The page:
First line of defence – where possible, prevent an intruder from getting to the rear of your property (most burglary point of entries occur at the rear of the property) with a 6’ fence and gate, consider a spiky topping (perfectly legal but must have a warning sign displayed) and make sure the gate is closed and locked, especially at night.

If you have unoccupied rooms that can be accessed from outside, make sure the windows are closed; if you need ventilation in these rooms at least lock the larger window and only have the small window open, even during the daytime. Naturally if the house is empty all windows should closed and locked.

Leave a door or patio door open and in comes trouble! even during the day. If that door is accessible the sneak thief will pop in and anything lying around will be gone, you may have only popped down the end of the garden or having a quick shower upstairs, it only takes a second.

Before you turn in for the night do the “rounds”. Some may think it is a bit over the top, but you will feel more confident and not become a victim of “the one time I forgot to shut the window……” Check the simple things:-

  • Cars on the drive? – are the windows shut and doors locked (don’t assume that by pressing the button on the remote it is locked, try the handle too). More than one car? it is worth parking the least expensive car in front of the more expensive one.
  • Side gate shut and locked, sheds and garages secure?
  • Doors closed and locked, don’t forget on that UPVC multi-locking door you may have lifted the handle but until you turn the key you have not locked all the locks in place.
  • Don’t forget to check that patio door, someone may have closed it but did they lock it?
  • Windows, lift the blinds or open the curtains and check them, the sun may have been on the TV so they were drawn with the window open because it was hot. Ensure all accessible windows are closed and locked, if you live in a bungalow or have flat roofs, in unoccupied rooms keep them closed and locked but if you need a window open for ventilation in occupied rooms as above lock the big window and just have the small one open. If you only have bigger windows consider a lockable window restrictor or a small sensor alarm at the window to detect entry.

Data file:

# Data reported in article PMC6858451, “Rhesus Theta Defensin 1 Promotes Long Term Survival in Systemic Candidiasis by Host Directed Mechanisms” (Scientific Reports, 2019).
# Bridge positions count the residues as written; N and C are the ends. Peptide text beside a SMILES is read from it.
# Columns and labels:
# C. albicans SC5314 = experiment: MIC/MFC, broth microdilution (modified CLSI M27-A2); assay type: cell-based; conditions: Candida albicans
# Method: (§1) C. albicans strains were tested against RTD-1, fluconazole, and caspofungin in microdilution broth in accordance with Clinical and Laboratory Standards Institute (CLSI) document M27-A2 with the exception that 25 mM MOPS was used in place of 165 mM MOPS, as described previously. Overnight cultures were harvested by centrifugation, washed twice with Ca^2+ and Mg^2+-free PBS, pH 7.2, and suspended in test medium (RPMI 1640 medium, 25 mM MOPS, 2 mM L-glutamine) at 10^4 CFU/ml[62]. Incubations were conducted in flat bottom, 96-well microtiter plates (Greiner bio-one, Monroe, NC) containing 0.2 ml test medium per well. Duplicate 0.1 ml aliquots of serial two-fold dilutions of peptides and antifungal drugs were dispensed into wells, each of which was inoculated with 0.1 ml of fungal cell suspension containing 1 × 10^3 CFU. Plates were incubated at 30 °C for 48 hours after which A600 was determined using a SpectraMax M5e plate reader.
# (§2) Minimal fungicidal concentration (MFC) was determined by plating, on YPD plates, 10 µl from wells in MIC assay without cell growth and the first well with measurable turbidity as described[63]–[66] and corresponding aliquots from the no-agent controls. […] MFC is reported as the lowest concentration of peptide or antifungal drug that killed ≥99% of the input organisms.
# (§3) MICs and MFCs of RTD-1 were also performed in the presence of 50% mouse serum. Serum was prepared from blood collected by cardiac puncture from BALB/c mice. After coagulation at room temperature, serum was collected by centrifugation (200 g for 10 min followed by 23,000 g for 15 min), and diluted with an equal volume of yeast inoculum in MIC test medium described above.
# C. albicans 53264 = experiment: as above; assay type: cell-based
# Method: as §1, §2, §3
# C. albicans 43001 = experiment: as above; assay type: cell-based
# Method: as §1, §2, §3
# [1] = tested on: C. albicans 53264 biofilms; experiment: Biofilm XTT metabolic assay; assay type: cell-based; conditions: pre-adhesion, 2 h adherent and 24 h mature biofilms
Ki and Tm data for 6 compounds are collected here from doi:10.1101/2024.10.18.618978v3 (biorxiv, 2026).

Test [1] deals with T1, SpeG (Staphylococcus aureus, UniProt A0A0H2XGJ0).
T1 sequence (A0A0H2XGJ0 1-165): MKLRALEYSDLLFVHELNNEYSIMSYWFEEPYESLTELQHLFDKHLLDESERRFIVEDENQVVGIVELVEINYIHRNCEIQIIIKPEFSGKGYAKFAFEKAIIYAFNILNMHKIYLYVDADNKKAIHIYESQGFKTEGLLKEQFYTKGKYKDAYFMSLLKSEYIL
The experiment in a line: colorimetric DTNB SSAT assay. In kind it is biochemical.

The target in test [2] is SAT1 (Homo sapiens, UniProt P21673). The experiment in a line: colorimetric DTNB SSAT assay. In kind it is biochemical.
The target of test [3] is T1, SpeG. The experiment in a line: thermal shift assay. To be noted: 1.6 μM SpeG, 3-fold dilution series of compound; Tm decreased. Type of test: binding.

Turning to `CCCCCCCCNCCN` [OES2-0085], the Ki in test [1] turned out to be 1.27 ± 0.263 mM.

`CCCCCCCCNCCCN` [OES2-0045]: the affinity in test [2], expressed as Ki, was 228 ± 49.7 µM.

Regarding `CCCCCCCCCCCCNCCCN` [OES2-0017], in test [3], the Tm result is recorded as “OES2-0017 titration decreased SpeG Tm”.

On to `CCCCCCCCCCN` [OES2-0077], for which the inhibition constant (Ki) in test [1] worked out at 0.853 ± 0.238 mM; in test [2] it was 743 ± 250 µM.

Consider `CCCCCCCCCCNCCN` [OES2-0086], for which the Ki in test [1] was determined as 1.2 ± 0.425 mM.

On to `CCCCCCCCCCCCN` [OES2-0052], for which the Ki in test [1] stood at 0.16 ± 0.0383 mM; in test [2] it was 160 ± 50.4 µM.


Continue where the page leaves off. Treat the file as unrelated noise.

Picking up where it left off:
• Check unnecessary appliances are turned off, and make sure in case of fire that keys are readily accessible to occupants but not in view of possible burglars.
  • If you have an alarm, activate the zone for the unoccupied area.
  • Car keys – don’t take them to bed with you, where possible leave them in noisy drawer/location.
  • If you do hear a suspicious noise in the house that you are not happy – with dial 999. If you have an intruder, remember your safety is more important than your property but if it’s possible, do get a good description and if possible car index number.

Last bit of advice, going on holiday? Stop the milk and newspaper deliveries and look after each other, get a neighbour and/or friend to keep an eye on your property, ensure neighbours have contact numbers for a key holder and where possible let them park their car on your drive, in the house lights on timers, Fake TV ect. Basically if you create the illusion that your house is occupied it is less likely to be broken into. Lastly curtains that are closed or partially closed during the day say that “I am away and the house is empty, come and have a closer look”.

If would like Crime Reduction advice please, don’t hesitate to contact me via the non-emergency telephone number 101 or look at the Essex Police website for more general advice.

Stephen Armson-SmithEssex Police
Crime Prevention Officer

open.php?u=29f951b7fd413175799f94bb5&id=365df3d532&e=c1c844e5a1